D.C. Watch: Debt ceiling increase vs. spending cuts

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Policymakers in Washington are digging in for the next big battle, this one over raising the country’s debt ceiling. The Secretary of the Treasury says the U.S. government will be unable to pay its bills if the debt ceiling isn’t raised by early March at the latest.

Many Republicans in Congress say they won’t vote to raise the debt ceiling unless the increase is matched with spending cuts. But the Obama Administration says it won’t even negotiate spending cuts as part of the debt ceiling debate, arguing that spending cuts should be part of the debate over the sequester, that also needs to happen in the next few weeks. At least based on recent public statements, a government shutdown is possible if a compromise can’t be reached. There can be little doubt that the polarization of policymakers will be back in full view over the coming weeks.

Extension of the 2008 farm bill was approved as part of the bill avoiding the “fiscal cliff” just a couple of weeks ago. But already there are efforts in Congress to take the money destined for direct payments to farmers and use it elsewhere. For example, one offered in the House this week would have scuttled direct payments to help pay for the aid approved for areas affected by Hurricane Sandy.

With other battles over government spending ahead, the $5 billion in direct payments is a big target with near record net farm income and soaring land values and net worth. There is certainly a chance that the payments scheduled for October under the “extension” of the 2008 farm bill may not be delivered.

It is official that Agriculture Secretary Vilsack will stay on in his post, at least for awhile. In a speech to the American Farm Bureau Federation, Vilsack pointed out some of the accomplishments over the past four years; including four years of record ag exports, achieving the lowest ever fraud rate for the SNAP (food stamp) program, the expansion of broadband in rural areas, and resolving civil rights actions that had been plaguing the Agriculture Department for years.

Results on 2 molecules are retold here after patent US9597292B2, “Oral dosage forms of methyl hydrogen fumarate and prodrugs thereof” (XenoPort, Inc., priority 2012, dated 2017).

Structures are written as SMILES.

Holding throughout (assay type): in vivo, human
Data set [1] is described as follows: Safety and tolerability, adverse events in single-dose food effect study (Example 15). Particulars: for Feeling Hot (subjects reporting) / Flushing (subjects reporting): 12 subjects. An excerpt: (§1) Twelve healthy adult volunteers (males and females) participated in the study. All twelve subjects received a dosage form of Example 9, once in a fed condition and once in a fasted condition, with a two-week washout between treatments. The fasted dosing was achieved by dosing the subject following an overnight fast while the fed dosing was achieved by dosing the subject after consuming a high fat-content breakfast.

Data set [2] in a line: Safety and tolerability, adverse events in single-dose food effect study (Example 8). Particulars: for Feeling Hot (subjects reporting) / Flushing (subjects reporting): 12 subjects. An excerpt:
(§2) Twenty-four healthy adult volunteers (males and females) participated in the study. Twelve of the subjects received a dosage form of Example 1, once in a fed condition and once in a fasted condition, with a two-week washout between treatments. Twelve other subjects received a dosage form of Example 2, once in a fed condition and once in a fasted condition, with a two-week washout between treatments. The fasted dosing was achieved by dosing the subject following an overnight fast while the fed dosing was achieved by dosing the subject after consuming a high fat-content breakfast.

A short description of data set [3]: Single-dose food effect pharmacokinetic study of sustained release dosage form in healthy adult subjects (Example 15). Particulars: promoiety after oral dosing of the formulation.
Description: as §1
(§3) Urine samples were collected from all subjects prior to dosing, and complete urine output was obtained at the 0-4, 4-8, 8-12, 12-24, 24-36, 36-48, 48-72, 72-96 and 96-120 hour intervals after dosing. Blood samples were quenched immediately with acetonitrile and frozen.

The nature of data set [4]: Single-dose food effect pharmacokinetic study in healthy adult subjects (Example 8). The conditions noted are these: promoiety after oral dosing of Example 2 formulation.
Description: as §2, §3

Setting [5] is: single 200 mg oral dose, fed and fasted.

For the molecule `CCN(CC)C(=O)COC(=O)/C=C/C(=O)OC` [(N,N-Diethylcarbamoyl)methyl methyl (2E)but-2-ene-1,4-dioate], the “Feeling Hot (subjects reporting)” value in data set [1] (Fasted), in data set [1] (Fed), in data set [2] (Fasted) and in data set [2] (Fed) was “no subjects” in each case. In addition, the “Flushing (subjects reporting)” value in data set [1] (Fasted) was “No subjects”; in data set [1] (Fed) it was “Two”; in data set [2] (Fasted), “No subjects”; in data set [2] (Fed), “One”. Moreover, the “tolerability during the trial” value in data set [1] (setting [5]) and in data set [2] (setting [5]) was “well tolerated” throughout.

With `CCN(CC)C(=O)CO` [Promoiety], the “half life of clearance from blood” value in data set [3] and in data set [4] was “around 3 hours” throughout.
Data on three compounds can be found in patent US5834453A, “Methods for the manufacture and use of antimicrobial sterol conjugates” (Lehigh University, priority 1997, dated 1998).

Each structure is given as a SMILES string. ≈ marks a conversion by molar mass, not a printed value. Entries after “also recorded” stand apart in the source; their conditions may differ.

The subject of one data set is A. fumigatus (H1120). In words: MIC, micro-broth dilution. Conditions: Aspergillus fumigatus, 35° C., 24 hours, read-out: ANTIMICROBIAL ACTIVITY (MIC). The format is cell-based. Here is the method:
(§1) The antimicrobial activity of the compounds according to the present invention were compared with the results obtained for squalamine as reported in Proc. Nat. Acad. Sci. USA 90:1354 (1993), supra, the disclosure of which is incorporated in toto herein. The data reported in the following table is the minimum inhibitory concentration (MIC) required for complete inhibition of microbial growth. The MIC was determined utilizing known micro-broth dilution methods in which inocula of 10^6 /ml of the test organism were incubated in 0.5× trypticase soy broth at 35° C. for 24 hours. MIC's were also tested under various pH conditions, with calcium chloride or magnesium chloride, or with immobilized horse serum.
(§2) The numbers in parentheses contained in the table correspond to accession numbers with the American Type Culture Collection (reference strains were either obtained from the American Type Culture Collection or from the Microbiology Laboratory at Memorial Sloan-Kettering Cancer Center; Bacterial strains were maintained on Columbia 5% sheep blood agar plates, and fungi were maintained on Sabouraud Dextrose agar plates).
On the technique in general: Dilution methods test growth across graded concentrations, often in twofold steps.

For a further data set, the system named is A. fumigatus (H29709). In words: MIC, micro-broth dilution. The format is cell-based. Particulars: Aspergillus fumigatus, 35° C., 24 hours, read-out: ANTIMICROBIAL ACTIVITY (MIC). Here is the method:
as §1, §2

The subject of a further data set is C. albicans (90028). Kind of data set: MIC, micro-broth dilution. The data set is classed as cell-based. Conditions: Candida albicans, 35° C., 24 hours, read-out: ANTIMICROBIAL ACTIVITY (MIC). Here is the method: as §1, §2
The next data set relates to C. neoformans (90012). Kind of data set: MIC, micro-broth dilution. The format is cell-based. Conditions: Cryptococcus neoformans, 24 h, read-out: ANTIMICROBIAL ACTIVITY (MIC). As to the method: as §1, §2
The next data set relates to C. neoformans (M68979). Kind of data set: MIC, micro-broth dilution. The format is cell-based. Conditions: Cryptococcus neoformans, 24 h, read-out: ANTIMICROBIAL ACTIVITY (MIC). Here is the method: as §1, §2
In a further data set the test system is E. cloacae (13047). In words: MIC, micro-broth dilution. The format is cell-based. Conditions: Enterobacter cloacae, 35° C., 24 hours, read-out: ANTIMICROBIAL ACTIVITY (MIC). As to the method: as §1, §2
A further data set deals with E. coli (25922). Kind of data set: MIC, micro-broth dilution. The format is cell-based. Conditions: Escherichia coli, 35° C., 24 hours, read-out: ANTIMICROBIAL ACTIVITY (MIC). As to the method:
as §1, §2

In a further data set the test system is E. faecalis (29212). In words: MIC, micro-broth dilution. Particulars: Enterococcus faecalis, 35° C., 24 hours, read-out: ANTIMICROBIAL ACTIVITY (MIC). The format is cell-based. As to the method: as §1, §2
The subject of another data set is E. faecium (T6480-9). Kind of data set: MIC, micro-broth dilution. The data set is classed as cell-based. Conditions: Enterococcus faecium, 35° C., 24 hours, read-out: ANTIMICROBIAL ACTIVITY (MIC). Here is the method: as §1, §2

Secretary Vilsack called on Congress to pass a 5-year farm bill and complained that the recent extension of the 2008 farm bill had nothing for specialty crop producers and livestock producers hurt by the 2012 drought.

The U.S. Court of Appeals for the District of Columbia has denied a petition for a rehearing of a case contending that EPA did not have the authority to grant a partial waiver of the Clean Air Act, allowing for the sale of E-15 for cars built after 2000. This upholds the decision of a three-judge panel in August that the industries filing the suit could not show that they had suffered specific harm as a result of EPA’s action. Ethanol proponents hailed the decision.

USDA has announced a new “microloan” program designed to help small operations, beginning farmers or socially-disadvantaged farmers secure loans under $35,000. The aim is to help producers through their start-up years. Agriculture Secretary Vilsack said the new microloans represent USDA’s continuing efforts to help beginning farmers and ranchers. The final rule establishing the program was published in this week’s Federal Register.

Last year’s drought could end up costing taxpayers nearly $16 billion in crop insurance costs. The government subsidizes crop insurance premiums and, at least this past year, covered some of the insurance companies’ payouts. Some in Washington want to reduce spending on crop insurance. But it is clear that the effects of the 2012 drought would have been far worse if the coverage had not been available.

The Senate Agriculture Committee will begin work on a five-year farm bill by March according to Sen. Debbie Stabenow, D-Mich., and the Senate is expected to pass a bill similar to the one it approved in 2012. However, there is growing pessimism that a new farm bill will be put in place this year. There is already talk in the House of Representatives of passing yet another extension of the 2008 farm bill

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